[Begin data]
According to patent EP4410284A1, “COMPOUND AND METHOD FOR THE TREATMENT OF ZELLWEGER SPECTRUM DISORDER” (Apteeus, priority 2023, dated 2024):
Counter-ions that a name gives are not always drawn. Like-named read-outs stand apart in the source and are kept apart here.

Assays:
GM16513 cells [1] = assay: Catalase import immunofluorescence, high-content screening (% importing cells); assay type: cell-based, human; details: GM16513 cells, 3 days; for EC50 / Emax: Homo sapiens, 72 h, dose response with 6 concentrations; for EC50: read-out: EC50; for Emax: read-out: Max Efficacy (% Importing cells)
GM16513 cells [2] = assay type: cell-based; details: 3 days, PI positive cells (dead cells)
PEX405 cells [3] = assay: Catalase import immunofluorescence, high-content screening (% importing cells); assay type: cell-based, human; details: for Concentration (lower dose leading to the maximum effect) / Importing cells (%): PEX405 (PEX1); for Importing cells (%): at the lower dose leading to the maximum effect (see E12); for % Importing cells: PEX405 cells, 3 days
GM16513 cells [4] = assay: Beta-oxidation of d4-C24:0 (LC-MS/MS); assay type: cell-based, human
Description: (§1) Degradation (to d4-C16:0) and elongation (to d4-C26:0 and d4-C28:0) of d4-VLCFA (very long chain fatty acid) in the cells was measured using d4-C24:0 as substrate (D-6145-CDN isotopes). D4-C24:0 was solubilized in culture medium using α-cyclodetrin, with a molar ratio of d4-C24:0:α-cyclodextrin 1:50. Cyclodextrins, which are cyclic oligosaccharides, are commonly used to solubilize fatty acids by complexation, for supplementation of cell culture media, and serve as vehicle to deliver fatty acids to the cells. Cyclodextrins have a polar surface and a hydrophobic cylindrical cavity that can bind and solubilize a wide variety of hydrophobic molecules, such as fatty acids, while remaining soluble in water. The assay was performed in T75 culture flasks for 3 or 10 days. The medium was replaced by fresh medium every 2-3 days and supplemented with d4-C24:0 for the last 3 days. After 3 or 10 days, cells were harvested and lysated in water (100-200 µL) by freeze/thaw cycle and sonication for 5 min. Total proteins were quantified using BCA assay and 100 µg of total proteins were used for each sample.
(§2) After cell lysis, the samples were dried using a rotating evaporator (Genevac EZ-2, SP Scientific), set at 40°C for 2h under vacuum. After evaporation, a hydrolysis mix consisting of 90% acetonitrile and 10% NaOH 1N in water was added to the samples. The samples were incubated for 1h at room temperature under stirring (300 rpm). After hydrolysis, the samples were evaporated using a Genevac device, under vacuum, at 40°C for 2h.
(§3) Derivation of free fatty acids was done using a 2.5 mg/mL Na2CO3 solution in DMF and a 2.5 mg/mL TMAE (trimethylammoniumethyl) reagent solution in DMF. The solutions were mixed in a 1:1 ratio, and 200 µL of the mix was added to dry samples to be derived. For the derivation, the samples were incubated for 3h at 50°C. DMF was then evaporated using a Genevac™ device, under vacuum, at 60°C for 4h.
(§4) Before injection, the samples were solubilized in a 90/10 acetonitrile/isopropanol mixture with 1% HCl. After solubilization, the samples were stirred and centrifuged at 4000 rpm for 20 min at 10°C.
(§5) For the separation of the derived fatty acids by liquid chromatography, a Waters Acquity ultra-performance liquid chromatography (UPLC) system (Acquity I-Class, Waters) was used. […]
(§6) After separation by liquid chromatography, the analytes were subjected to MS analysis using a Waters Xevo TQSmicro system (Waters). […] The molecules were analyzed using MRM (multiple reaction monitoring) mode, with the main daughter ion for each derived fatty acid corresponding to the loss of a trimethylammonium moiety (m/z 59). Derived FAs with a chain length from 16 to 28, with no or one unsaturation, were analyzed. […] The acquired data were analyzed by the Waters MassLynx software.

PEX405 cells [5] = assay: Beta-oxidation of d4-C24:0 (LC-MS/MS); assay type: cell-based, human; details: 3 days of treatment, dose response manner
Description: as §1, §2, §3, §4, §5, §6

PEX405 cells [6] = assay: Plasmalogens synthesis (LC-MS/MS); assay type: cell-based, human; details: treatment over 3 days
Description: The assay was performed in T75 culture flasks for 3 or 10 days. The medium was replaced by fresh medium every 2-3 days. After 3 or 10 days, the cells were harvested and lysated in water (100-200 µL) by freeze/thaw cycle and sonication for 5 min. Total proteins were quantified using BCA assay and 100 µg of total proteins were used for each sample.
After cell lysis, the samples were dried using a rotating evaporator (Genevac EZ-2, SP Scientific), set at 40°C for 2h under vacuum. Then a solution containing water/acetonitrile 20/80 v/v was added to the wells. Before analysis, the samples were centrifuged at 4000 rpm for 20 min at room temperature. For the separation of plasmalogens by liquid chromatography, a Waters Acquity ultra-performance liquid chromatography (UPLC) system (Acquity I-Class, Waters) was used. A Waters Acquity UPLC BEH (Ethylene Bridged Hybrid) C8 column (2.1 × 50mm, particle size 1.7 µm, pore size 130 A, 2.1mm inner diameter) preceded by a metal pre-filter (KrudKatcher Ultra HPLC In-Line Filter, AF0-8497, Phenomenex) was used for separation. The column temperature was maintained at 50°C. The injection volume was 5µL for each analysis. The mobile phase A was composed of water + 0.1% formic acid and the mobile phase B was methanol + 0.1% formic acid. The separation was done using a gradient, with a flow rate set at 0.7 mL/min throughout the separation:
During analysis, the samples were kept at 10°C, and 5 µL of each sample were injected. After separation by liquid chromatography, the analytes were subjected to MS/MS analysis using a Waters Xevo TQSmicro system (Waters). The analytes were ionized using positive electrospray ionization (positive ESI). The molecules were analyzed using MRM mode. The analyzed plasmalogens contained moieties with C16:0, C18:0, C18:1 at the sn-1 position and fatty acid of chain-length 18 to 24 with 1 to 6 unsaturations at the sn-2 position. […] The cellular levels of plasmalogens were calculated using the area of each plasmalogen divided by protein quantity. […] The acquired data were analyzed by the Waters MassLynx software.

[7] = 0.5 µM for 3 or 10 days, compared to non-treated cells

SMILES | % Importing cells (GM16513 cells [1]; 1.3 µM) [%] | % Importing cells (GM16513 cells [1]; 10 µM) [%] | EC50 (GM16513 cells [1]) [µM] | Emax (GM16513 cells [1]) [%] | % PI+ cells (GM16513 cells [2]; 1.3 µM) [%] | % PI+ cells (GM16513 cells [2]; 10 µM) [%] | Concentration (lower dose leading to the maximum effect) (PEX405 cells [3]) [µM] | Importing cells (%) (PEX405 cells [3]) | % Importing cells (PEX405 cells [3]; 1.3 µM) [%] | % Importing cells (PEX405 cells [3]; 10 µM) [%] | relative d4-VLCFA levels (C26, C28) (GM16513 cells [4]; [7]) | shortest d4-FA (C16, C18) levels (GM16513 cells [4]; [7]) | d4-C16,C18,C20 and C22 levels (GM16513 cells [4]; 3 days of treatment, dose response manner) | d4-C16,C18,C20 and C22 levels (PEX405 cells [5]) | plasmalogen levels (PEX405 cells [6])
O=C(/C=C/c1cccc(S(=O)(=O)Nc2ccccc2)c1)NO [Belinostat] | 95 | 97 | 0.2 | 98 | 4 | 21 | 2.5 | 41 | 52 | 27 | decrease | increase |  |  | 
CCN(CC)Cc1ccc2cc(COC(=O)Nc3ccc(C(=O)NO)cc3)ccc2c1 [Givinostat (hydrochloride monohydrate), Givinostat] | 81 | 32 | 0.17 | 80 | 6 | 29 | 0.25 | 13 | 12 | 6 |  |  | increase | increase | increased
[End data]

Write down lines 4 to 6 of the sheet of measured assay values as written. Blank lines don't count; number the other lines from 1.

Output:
GM16513 cells [1] = assay: Catalase import immunofluorescence, high-content screening (% importing cells); assay type: cell-based, human; details: GM16513 cells, 3 days; for EC50 / Emax: Homo sapiens, 72 h, dose response with 6 concentrations; for EC50: read-out: EC50; for Emax: read-out: Max Efficacy (% Importing cells)
GM16513 cells [2] = assay type: cell-based; details: 3 days, PI positive cells (dead cells)
PEX405 cells [3] = assay: Catalase import immunofluorescence, high-content screening (% importing cells); assay type: cell-based, human; details: for Concentration (lower dose leading to the maximum effect) / Importing cells (%): PEX405 (PEX1); for Importing cells (%): at the lower dose leading to the maximum effect (see E12); for % Importing cells: PEX405 cells, 3 days